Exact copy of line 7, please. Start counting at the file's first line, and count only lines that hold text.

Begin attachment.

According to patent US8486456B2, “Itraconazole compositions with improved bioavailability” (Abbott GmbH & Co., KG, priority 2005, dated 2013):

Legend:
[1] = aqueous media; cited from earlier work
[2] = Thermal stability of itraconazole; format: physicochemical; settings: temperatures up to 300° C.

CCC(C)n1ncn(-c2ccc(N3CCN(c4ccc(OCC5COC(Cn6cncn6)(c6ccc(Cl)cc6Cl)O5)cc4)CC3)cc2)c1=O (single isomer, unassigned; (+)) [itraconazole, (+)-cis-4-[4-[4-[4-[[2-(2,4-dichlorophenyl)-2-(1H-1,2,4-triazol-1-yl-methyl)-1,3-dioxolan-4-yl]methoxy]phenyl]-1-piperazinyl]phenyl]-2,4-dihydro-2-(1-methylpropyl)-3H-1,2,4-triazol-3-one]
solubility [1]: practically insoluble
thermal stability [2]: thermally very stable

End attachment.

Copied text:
thermal stability [2]: thermally very stable